Don't Neglect Sleep
Everyone recognises how much better they feel both physically and mentally after a solid night of full, rejuvenating deep sleep.
You’re likely aware of some of the benefits that a good night’s sleep brings you; improved cognitive function, reduced stress, & physiological recovery, just to name a few.
However, not everybody is aware of some of the severe effects that a lack of sleep can have upon our brains and our bodies - particularly when it comes to the immune system.
Why We Need Sleep
Sleep is necessary to prepare your brain to begin learning. It’s also necessary to essentially press save on those new memories that are in the process of forming. Without sleep, you can’t effectively transfer new experiences and information into memories.
You might feel like you’re someone who can operate at 100% with less sleep than the average person – perhaps you’re even the type to brag about being able to do so (if so, big congratulations).
But, realistically, you’re likely not operating at 100% and worryingly, you’re actually pushing your body towards disease.
Sleep Loss & The Immune System
The effects of a lack of sleep may seem quite apparent or superficial, but here’s an idea of the harm it does to your body on a deeper level:
Natural killer cells of your immune system work within your body to identify harmful elements and destroy them. Obviously, you want a lot of these functioning effectively in your body to reduce your susceptibility to disease. A lack of sleep doesn't give you this.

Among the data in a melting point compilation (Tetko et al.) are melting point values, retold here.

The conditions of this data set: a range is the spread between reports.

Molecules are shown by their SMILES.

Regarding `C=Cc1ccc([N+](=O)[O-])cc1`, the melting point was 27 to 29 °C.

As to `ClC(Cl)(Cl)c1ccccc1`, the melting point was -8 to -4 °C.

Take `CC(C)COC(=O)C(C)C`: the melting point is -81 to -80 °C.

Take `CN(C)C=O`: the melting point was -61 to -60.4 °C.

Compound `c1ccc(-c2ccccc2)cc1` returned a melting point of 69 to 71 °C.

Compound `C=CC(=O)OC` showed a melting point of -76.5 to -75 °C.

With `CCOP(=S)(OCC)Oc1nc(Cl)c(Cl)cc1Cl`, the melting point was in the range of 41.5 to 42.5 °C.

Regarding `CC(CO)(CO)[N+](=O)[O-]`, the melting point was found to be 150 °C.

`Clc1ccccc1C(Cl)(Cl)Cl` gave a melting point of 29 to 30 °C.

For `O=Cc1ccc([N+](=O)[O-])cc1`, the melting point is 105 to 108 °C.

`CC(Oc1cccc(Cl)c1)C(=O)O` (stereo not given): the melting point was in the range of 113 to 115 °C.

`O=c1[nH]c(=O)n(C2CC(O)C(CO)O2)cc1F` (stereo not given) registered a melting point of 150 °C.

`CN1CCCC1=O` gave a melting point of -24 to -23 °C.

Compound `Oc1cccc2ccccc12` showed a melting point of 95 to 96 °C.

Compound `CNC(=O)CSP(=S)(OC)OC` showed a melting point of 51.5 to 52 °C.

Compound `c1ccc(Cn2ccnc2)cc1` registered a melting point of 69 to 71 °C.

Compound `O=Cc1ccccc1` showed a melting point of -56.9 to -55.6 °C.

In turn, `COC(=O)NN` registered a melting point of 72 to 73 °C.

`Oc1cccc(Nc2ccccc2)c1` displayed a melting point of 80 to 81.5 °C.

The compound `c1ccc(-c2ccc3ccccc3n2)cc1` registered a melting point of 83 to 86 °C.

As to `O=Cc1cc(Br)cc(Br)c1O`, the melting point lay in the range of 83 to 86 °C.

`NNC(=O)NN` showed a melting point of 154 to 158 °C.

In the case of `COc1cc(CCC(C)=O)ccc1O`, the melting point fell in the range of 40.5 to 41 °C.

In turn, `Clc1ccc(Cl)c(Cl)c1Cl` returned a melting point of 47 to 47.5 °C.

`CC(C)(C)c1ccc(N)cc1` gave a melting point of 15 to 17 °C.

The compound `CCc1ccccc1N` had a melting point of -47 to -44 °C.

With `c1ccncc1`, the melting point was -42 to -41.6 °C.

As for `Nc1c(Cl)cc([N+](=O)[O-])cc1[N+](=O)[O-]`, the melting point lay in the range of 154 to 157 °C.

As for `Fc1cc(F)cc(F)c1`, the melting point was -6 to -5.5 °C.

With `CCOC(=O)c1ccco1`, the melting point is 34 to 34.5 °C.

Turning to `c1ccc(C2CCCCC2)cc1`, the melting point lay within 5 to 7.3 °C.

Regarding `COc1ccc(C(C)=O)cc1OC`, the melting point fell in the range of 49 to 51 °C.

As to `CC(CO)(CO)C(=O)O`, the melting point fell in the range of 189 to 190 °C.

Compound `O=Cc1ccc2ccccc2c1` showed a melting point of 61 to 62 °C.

In an experiment carried out to see the effects of sleep deprivation on natural killer cells, subjects were restricted to just four hours of sleep for one night, with their immune cell activity monitored.
Results showed a 70% drop in natural killer cell activity. Judging from that, it’s no surprise that there are substantive links between lack of sleep and an increased likelihood of diseases including some forms of cancer and Alzheimer’s.
Another study looking at gene expression, carried out by researchers at the University of Surrey, further reinforced these findings. One compared the gene activity of subjects who were limited to just 6 hours of sleep per night, for one week, to those who slept a full, 8 hours.
In the 6-hour subjects, there were two key findings.
Sleep loss literally affects your genetic code; something crucially foundational to your physiology and health.
How To Improve Your Sleep Quality
So, it's pretty clear sleep matters. Adults should be looking to get between 7-9 hours of sleep each night. Here's a few ways to achieve that and at the same time improve the all-important quality of sleep:
Find consistency: Go to bed at the same time, wake up at the same time. (That includes weekends).
Limit caffeine intake in the afternoon/evening
Avoid bright screens & lights prior to sleeping
Limit Alcohol Intake
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